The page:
Food Databanks Celebrating World Wholegrain day with a blog!
19th November is International World Whole Grain day, a better source of multiple nutrients and dietary fibre, than Refined Grain Day (30th February, I think). Seems like a good day to bundle together a few facts about whole grains, fibre and bread.
What is a whole grain? It’s a grain of any cereal, (e.g. wheat, rice, barley, maize, rye, oats) that still contains endosperm, germ, and bran. Despite the importance of including whole grains in the diet, many consumers prefer foods made from refined wheat flour such as white bread. To make refined or ‘white’ flour, wheat grains are milled, a process that removes the outer bran layers of the grain (which contain most of the fibre as well as other nutrients) from the inner tissue which is mostly starch.
What about nutritional differences? Using our online UK Composition of Foods data we have created a table of selected nutrients, including fibre and starch, comparing some wholegrain and refined foods. We’ve also included folate and vitamin B6 just to show how processing and fortification can affect levels.
|Vit B6 mg/100g
|White sliced bread
|White rice, long grain, boiled
|Wholegrain rice, boiled
|Bran flakes cereal
|White flour, plain
|Data from McCance and Widdowson’s Composition of Foods Integrated Dataset https://quadram.ac.uk/UKfoodcomposition
How much fibre should we eat? Dietary fibre consists of carbohydrate compounds that are not digested in the small intestine and have physiological health benefits. A low fibre intake is associated with constipation and some gut diseases such as bowel cancer. In the UK most people do not eat enough fibre (the average intake is 17.2g/day for women and 20.1g/day for men). The recommended average intake for adults is 30g fibre per day. From the table above, you can see you would have to eat 12 slices of wholemeal bread or 33 slices of white to reach the target (please don’t, have some fruit and veg as well!). According to the National Diet and Nutrition Survey, bread is bought by 99% of British households – that’s around 12 million loaves each day. Approximately 75% of the bread we eat is white and sandwiches are thought to account for 50% of overall bread consumption.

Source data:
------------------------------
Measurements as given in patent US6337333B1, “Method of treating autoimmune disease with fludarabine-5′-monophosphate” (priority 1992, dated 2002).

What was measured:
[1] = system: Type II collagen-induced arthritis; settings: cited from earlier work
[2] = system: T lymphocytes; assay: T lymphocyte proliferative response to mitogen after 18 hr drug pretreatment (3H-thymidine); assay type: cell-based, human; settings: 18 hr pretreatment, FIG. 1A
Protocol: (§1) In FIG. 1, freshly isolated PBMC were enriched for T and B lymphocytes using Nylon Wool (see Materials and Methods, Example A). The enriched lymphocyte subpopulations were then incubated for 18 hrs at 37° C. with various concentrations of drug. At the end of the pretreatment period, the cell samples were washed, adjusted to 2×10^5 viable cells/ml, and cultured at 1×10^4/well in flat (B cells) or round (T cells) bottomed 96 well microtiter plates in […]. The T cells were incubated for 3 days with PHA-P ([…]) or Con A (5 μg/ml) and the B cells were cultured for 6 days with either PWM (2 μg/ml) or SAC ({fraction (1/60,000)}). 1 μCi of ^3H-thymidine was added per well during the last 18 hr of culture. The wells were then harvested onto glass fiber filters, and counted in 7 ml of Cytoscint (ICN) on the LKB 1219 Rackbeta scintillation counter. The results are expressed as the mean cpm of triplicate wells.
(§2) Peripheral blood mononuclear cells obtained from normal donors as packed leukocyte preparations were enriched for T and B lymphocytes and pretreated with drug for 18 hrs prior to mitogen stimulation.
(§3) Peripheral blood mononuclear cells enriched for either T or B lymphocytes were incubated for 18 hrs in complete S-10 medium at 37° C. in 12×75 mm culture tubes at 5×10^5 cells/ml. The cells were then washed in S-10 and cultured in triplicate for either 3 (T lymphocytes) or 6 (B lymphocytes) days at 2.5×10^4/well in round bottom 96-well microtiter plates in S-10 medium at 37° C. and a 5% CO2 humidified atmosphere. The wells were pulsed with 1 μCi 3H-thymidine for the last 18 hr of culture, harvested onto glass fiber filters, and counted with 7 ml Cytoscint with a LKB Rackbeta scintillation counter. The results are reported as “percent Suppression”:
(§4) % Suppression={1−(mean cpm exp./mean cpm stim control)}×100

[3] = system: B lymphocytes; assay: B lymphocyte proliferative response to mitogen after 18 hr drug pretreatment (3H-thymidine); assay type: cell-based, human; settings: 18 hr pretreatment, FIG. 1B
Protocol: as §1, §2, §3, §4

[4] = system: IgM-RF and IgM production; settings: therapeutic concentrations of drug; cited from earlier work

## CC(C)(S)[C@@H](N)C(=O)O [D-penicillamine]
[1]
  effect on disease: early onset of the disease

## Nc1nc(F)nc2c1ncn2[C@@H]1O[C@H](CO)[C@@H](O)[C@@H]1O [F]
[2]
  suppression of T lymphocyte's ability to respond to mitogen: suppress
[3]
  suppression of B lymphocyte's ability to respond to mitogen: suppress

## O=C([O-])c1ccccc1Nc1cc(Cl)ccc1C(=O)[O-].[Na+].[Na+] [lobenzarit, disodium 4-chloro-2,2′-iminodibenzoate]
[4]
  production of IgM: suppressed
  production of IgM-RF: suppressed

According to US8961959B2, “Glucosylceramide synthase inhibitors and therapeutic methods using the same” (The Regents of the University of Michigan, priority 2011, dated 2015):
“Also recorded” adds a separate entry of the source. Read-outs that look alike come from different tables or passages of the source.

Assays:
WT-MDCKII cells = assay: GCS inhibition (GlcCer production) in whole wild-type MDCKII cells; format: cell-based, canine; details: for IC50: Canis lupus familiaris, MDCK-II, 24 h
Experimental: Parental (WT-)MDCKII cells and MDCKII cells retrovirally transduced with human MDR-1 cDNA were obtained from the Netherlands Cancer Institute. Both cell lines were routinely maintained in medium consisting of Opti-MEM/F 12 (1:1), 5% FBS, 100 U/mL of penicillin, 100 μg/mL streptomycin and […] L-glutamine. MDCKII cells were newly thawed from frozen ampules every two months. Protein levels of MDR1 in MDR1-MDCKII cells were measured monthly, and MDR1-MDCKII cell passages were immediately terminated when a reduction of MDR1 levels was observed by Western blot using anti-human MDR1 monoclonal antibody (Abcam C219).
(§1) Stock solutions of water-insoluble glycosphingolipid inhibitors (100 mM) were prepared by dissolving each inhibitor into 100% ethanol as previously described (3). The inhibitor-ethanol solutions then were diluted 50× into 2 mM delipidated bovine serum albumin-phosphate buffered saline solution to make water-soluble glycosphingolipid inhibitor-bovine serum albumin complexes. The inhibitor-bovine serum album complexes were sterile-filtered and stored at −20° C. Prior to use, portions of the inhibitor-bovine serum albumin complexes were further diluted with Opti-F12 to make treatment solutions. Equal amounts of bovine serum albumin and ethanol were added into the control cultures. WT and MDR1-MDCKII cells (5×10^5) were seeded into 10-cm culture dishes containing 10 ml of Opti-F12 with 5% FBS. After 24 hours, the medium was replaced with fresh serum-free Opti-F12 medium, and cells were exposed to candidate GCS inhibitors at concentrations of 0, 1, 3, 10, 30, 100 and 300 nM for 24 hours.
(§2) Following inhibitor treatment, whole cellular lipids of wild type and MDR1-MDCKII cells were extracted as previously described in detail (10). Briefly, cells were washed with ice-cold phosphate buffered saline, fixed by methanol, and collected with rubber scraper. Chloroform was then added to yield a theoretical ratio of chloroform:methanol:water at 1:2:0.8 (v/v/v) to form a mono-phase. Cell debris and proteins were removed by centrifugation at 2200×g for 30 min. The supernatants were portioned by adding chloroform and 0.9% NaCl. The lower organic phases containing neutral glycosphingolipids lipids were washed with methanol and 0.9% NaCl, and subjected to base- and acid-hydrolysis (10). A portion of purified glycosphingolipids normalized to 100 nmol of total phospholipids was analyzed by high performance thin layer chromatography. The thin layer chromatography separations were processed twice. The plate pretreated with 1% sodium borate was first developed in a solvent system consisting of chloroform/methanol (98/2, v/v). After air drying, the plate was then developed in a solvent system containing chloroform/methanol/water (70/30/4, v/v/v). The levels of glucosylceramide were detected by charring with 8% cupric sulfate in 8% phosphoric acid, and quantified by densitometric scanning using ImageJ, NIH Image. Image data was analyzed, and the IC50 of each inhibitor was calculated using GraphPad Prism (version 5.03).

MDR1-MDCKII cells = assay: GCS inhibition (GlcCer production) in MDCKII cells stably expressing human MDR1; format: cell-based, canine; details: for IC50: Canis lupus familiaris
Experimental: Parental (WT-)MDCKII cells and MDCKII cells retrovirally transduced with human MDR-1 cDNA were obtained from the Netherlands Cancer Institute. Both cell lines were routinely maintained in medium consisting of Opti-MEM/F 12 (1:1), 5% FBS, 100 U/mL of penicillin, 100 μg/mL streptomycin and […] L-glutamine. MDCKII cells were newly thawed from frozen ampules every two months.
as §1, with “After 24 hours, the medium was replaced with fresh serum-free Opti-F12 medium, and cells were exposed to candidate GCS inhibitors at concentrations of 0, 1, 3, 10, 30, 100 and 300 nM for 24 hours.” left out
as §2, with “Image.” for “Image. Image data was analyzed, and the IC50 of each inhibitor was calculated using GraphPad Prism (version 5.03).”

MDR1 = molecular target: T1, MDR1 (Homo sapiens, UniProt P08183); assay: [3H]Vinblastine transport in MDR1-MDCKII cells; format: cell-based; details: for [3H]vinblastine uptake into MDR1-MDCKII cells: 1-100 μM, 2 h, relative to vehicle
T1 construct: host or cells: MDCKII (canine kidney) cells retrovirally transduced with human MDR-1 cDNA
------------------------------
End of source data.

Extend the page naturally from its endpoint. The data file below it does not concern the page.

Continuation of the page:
Fortification of all UK produced flour (except wholemeal) became a legal requirement after the Second World War to improve the health of the nation because some of the population were missing out on essential nutrients and vitamins. Flour was chosen since most households ate bread or flour products daily. It is still mandatory to fortify white and brown flour with: iron, thiamin (vitamin B1), niacin, and calcium carbonate.
What about “resistant starch”? Although starch is an important source of carbohydrate in our diet, much of the starch in refined food products tends to be easily accessible and rapidly digested in our upper gut, which may not be ideal for sustaining energy over prolonged periods of time or for maintaining healthy blood sugar levels. However, a small portion of the starch in wheat is resistant to digestion in the upper gut (resistant starch) and is an important component of dietary fibre. Brittany Hazard’s research group at QIB https://quadram.ac.uk/brittany-hazard/ and JIC are currently using crop genetics approaches to create new types of wheat that produce more resistant starch. They are also trying to understand how these new wheat starches behave in food products like bread, and the potential impacts they could have on health outcomes. The researchers hope that one day the new starch traits in wheat will be used to develop healthier wheat varieties and ultimately healthier foods for consumers.
Final Fact: It takes around 350 ears of wheat to make enough flour for one 800g loaf of bread.
Additional Information Sources: British Nutrition Foundation Flour Advisor Bureau (FAB) National Association of British and Irish Flour Millers & A slice of bread weights on average 36g: Food Standards agency Portion size book